This is the second part of a four-way collaboration in the foot underpass at New Stadium Road between T-Rex, Tasha Bee, Decay and Ryder. The first half (the boy’s end) was posted here. As I always say about this location, the light was not helpful for getting good photographs, but you can still see the quality of the work.
On the left is a beautifully colourful piece of writing from T-Rex with some wonderful and varied fills and her trademark dinosaur character rounding off the ‘X’.
On the right is a very nice piece by Tasha Bee (Keep it Colourful) which reaches the very high standard I am used to seeing from her. Tasha Bee’s work never disappoints, and although she pretty much always paintsthese soulful styalised portraits, each one is an absolute beauty. All in all, it looked like these four artists had a great day out.
There is no stopping Smak these days and this is another corker of a piece tucked under the M32 along the cycle path. This was painted alongside a whole bunch of other artists who had made the trip over the Severn Estuary from Wales to leave their mark in Bristol. There was a bit of a theme of ‘zebra’ stripes in the pieces that were painted.
As Smak pieces go, this one is not as complex as some of his pieces, but it is wonderfully crisp and the neon pink A is to die for. In recent pieces I have noticed that Smak is enjoying giving the A a bit of special treatment and some of them have been outstanding, this one included.
Another tremendous piece of writing from Smak along the M32 cycle path from a few weeks back. In some of his more recent pieces I have noticed that he is going for this style of blocking out letters in different ways, along similar lines to SkyHigh, and here, the M and A in particular are outstanding.
All the letters are blended and yet individual, clever work, but for me the jewel in the crown is the box around the A and circle around the M which make this piece extra special. I had difficulty photographing this piece, because it was very bright every time I visited, and the way the light falls in this alleyway makes photography really tricky. Yet another outstanding work from Smak.
This is one of my favourite Smak pieces of the year so far, and my goodness there are a lot to choose from. This is another of his ‘double vision’ pieces where he has written SMAK twice and in this instance has played around with fonts and styles reminiscent of another brilliant graffiti writer, SkyHigh.
Often when photographing street art, I am confounded by parked cars or wheely bins that wind me up a treat. It is funny how I am somehow much more forgiving of a tree obscuring the art, although being a naturalist at heart it shouldn’t be a surprise. Wonderful piece by Smak on a great wall.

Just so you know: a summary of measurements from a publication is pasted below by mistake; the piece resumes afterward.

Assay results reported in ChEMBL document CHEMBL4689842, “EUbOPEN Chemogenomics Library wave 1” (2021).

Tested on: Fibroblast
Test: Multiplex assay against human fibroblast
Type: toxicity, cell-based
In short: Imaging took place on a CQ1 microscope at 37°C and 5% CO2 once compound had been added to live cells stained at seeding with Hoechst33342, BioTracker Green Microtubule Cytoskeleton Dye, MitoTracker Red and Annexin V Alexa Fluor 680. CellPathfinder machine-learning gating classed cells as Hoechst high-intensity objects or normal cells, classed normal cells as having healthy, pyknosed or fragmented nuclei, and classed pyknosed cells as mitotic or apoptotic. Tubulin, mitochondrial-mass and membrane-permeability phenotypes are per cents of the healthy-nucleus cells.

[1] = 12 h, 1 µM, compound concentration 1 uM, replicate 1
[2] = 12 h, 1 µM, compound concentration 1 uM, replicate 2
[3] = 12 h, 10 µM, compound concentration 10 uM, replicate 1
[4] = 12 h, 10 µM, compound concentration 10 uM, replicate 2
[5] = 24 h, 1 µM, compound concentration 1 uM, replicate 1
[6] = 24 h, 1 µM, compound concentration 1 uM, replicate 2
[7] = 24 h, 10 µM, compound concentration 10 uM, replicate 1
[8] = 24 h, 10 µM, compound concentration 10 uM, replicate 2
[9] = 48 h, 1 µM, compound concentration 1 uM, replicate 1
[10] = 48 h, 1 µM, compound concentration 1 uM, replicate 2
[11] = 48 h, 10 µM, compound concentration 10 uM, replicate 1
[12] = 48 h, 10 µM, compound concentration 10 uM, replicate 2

This was one of so many pieces created during a paint-jam in St Werburghs tunnel a couple of weeks ago. Happily I can report that they are all still there, but with the turnover in the tunnel being quite high I expect that they won’d last much longer. This piece is by Rusk, a RAW stalwart.
I must confess to being slightly troubled by this piece, because there is something about it that just isn’t quite right for me. I hold Rusk in very high regard indeed and in fact in my view he is the most conscientious graffiti writer I have met. I think my problem (and I am really nit-picking here) is with the grey lines across the bottom of the letters, they just don’t appear to match up across the piece. Having said that, I am using Rusk’s own work as a very high benchmark against which to measure. It would take me a hundred years to get this good.
It is not often that you see a nicely painted van in Bristol, even though there are a great many vans with spray paint on them… sadly most of these are fairly rubbish throw ups or tags that frankly are untidy.
This is a lovely piece of 3D writing from Rusk which appeared near the entrance of St Werburghs tunnel recently. Since I took this picture, the other side has been sprayed by Soker, so this is one classy van. I have not seen writing like this from Rusk before, nor have I seen any kind of scenery work like this, so this is a bit of a collector’s item. Nice to witness the versatility of this great Bristol writer.
A couple of weeks back there was a large paint jam in St Werburghs tunnel, and it would seem that it was something of a RAW (Read and Weep) get together. This collaborative piece included the T-Rex burner that I featured a few days ago, which was just to the right. These two are Ryder and Jaksta.
I don’t need to repeat myself, although I constantly find myself doing so, by telling you that Ryder is an incredibly accomplished writer, and here he has created something rather special in shades of gray with blue highlights. Having started trying to paint a little in the garden I realise how much I have to study what these guys do to understand tricks and techniques. Paint big was an important piece of advice I was given – smaller pieces are more difficult.
When I have been in the tunnel, it seems everyone notices the pig – he really stands out and the kids that walk past love him. Jaksta is a master of the character piece and his work often joins up pieces of writing like it does here. It is the details I love in this piece, the black shading and white highlights that give a 3D feel to the whole thing, and the two shades of pink that make it look like the light is coming from the right (which in this part of the tunnel it actually does). Great work.